questions_for_section_4

questions_for_section_4 - 1)Its powers the active transport...

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Questions for section 4 Name__Darren Pinder___________ Answer in complete sentences. A good hypothesis has explanatory value and makes testable predictions. The chemiosmotic hypothesis proposed by Peter Mitchell was a good hypothesis, and is now a significant part of theory about how cells power themselves . 1. What explanatory value did this hypothesis have (i.e., what was one puzzling phenomena it could explain)? His theory explained how mysterious uncoupling agents work. These agents are weak acids that dissolve in the lipids of the membrane allowing them to bing, or release protons based on the acidity of their surroundings. They are instrumental in shuttling protons across the membrane. 2. What was one testable prediction made by Mitchell’s chemiosmotic hypothesis? The prediction was that mitochondria generate a pH gradient as well as an electrical charge (of about 150 millivolts) across the membrane. 3. Besides making ATP, what are two things cells use proton gradients to power?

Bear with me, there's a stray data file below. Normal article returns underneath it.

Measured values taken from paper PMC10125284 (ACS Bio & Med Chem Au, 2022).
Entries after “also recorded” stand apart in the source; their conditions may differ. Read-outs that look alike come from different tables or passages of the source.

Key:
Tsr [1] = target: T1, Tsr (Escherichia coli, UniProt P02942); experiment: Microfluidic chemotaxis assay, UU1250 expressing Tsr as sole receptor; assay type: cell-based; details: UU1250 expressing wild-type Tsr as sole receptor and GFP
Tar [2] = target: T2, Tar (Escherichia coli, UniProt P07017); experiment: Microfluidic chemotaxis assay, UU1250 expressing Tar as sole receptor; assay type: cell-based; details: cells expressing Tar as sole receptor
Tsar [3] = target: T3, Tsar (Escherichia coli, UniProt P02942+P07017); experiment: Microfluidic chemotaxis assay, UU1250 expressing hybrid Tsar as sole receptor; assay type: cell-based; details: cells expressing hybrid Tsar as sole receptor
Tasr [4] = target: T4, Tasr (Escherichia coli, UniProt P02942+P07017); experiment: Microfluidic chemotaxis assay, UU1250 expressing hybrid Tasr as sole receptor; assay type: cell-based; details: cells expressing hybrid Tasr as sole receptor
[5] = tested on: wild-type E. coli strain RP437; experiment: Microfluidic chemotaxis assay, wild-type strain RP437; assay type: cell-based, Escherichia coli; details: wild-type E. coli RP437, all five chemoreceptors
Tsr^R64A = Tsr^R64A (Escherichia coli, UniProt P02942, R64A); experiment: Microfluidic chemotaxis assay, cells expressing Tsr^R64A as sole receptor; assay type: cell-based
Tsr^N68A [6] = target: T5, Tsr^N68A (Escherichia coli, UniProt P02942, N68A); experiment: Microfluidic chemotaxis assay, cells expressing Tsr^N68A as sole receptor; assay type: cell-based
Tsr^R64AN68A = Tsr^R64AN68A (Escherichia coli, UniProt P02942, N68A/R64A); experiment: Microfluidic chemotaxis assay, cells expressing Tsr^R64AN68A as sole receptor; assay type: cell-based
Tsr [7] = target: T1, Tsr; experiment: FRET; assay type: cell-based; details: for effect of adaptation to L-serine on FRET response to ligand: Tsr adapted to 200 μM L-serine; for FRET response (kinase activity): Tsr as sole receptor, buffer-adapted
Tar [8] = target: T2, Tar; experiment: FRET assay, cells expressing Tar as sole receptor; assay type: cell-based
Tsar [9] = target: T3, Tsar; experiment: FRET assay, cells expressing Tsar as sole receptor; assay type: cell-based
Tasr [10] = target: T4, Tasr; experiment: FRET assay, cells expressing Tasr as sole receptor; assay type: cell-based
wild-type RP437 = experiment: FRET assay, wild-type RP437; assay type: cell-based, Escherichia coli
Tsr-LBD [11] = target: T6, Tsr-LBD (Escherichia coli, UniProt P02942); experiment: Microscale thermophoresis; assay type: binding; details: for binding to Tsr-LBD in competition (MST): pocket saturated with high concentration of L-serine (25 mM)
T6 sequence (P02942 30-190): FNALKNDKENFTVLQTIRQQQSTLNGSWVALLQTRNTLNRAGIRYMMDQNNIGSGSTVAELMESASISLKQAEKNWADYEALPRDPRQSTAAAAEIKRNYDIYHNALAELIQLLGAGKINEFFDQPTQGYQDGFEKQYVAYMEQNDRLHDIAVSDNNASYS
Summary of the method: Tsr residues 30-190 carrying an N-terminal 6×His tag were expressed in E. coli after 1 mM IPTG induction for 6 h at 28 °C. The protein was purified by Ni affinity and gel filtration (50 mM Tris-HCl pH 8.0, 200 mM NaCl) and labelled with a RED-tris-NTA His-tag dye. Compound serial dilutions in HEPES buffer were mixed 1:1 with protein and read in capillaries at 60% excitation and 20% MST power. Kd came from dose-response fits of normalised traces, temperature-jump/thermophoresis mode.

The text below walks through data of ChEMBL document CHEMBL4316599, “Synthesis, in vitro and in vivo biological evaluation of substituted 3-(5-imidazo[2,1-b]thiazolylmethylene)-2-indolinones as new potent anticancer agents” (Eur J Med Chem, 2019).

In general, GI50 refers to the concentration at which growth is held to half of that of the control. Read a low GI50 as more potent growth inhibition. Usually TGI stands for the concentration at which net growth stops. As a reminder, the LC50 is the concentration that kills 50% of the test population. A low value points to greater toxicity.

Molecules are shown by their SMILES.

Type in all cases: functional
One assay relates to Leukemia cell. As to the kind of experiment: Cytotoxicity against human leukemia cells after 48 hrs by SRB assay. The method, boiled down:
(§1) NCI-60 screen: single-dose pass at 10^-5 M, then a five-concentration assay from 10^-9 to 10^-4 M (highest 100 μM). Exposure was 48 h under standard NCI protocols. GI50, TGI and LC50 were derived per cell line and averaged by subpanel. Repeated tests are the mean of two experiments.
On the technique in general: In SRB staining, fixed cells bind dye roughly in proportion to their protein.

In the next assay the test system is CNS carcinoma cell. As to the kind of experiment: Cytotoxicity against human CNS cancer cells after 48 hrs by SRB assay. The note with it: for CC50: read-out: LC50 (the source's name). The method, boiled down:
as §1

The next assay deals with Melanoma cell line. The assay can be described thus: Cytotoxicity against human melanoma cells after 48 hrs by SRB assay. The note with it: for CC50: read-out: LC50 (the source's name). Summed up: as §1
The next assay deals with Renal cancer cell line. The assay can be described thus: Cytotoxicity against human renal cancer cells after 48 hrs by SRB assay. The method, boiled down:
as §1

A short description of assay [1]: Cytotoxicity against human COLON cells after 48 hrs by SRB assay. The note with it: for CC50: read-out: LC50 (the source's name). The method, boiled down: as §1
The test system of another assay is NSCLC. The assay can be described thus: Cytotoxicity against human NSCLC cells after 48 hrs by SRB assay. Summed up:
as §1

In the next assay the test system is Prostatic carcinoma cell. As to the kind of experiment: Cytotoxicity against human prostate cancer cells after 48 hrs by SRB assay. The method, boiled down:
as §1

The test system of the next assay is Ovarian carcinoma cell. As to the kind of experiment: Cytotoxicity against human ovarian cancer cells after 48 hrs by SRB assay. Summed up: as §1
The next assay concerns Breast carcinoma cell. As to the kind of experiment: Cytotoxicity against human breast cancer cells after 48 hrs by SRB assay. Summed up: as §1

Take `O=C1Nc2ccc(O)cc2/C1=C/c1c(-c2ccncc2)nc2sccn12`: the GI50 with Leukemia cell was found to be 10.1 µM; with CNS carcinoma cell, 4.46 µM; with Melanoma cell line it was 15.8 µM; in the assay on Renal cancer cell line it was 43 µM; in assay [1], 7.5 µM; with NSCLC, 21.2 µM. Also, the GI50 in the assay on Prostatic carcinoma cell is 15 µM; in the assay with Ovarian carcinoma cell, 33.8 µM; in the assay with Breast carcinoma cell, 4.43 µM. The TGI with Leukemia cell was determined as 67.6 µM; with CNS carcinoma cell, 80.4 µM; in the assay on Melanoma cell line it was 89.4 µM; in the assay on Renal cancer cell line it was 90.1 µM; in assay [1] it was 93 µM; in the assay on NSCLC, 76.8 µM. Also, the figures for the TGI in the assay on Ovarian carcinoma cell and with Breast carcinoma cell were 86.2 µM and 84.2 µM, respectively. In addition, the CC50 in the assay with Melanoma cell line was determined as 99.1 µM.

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Unformatted text preview: 1)Its powers the active transport of molecules in and out of the cell across the external membrane 2)Bacterial locomotion uses proton gradients. Flagellum in bacteria rotates like a motor that is powered by a proton current through its drive shaft. 4. Many mammals have a specialized form of adipose tissue called brown fat. This tissue is full of mitochondria that are actively running electron transport chains; however, these cells also produce uncoupling agents that prevent these mitochondria from producing significant amounts of ATP. Explain, using thermodynamics, how brown fat helps these mammals to keep warm. This speed tissue can generate heat by "uncoupling" the respiratory chain of oxidative phosphorylation within mitochondria. The process of uncoupling means that when protons transit down the electrochemical gradient across the inner mitochondrial membrane the energy from this process is released as heat rather than being used to generate ATP...
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This note was uploaded on 09/21/2011 for the course BIS 002A taught by Professor Unknown during the Summer '09 term at UC Davis.

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